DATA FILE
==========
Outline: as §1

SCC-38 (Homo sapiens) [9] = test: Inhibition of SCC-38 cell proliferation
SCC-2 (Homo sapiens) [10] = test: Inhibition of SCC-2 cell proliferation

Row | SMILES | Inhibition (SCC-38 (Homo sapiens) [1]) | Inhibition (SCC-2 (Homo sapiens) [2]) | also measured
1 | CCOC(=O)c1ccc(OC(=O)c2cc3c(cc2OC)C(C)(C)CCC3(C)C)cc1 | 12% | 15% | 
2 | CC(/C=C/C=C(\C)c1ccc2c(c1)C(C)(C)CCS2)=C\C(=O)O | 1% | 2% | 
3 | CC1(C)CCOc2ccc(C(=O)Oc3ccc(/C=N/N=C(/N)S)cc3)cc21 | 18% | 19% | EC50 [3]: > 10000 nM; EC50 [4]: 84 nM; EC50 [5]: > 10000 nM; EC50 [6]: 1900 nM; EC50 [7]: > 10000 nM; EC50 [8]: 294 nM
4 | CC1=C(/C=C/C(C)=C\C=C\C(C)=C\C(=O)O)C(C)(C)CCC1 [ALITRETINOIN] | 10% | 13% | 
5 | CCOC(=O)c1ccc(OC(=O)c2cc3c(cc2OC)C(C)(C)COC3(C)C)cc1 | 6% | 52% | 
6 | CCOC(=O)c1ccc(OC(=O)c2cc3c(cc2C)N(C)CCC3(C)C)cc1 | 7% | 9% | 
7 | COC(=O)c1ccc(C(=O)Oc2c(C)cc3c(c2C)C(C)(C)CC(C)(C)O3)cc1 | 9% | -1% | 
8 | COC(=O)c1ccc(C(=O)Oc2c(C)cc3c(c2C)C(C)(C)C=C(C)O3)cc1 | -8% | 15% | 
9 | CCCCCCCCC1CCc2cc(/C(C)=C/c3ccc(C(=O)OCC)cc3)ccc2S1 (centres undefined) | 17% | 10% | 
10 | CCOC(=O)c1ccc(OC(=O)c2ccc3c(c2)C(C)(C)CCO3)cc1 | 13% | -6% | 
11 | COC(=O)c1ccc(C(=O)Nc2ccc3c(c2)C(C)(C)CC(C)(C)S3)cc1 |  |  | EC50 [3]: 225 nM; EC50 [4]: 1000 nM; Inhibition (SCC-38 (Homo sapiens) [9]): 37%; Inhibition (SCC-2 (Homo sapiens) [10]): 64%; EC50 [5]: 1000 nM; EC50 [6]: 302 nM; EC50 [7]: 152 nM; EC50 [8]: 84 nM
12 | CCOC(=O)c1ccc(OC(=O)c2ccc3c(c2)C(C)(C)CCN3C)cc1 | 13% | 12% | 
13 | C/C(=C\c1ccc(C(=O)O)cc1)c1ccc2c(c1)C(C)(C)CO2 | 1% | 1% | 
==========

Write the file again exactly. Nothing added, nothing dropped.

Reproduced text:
Outline: as §1

SCC-38 (Homo sapiens) [9] = test: Inhibition of SCC-38 cell proliferation
SCC-2 (Homo sapiens) [10] = test: Inhibition of SCC-2 cell proliferation

Row | SMILES | Inhibition (SCC-38 (Homo sapiens) [1]) | Inhibition (SCC-2 (Homo sapiens) [2]) | also measured
1 | CCOC(=O)c1ccc(OC(=O)c2cc3c(cc2OC)C(C)(C)CCC3(C)C)cc1 | 12% | 15% | 
2 | CC(/C=C/C=C(\C)c1ccc2c(c1)C(C)(C)CCS2)=C\C(=O)O | 1% | 2% | 
3 | CC1(C)CCOc2ccc(C(=O)Oc3ccc(/C=N/N=C(/N)S)cc3)cc21 | 18% | 19% | EC50 [3]: > 10000 nM; EC50 [4]: 84 nM; EC50 [5]: > 10000 nM; EC50 [6]: 1900 nM; EC50 [7]: > 10000 nM; EC50 [8]: 294 nM
4 | CC1=C(/C=C/C(C)=C\C=C\C(C)=C\C(=O)O)C(C)(C)CCC1 [ALITRETINOIN] | 10% | 13% | 
5 | CCOC(=O)c1ccc(OC(=O)c2cc3c(cc2OC)C(C)(C)COC3(C)C)cc1 | 6% | 52% | 
6 | CCOC(=O)c1ccc(OC(=O)c2cc3c(cc2C)N(C)CCC3(C)C)cc1 | 7% | 9% | 
7 | COC(=O)c1ccc(C(=O)Oc2c(C)cc3c(c2C)C(C)(C)CC(C)(C)O3)cc1 | 9% | -1% | 
8 | COC(=O)c1ccc(C(=O)Oc2c(C)cc3c(c2C)C(C)(C)C=C(C)O3)cc1 | -8% | 15% | 
9 | CCCCCCCCC1CCc2cc(/C(C)=C/c3ccc(C(=O)OCC)cc3)ccc2S1 (centres undefined) | 17% | 10% | 
10 | CCOC(=O)c1ccc(OC(=O)c2ccc3c(c2)C(C)(C)CCO3)cc1 | 13% | -6% | 
11 | COC(=O)c1ccc(C(=O)Nc2ccc3c(c2)C(C)(C)CC(C)(C)S3)cc1 |  |  | EC50 [3]: 225 nM; EC50 [4]: 1000 nM; Inhibition (SCC-38 (Homo sapiens) [9]): 37%; Inhibition (SCC-2 (Homo sapiens) [10]): 64%; EC50 [5]: 1000 nM; EC50 [6]: 302 nM; EC50 [7]: 152 nM; EC50 [8]: 84 nM
12 | CCOC(=O)c1ccc(OC(=O)c2ccc3c(c2)C(C)(C)CCN3C)cc1 | 13% | 12% | 
13 | C/C(=C\c1ccc(C(=O)O)cc1)c1ccc2c(c1)C(C)(C)CO2 | 1% | 1% | 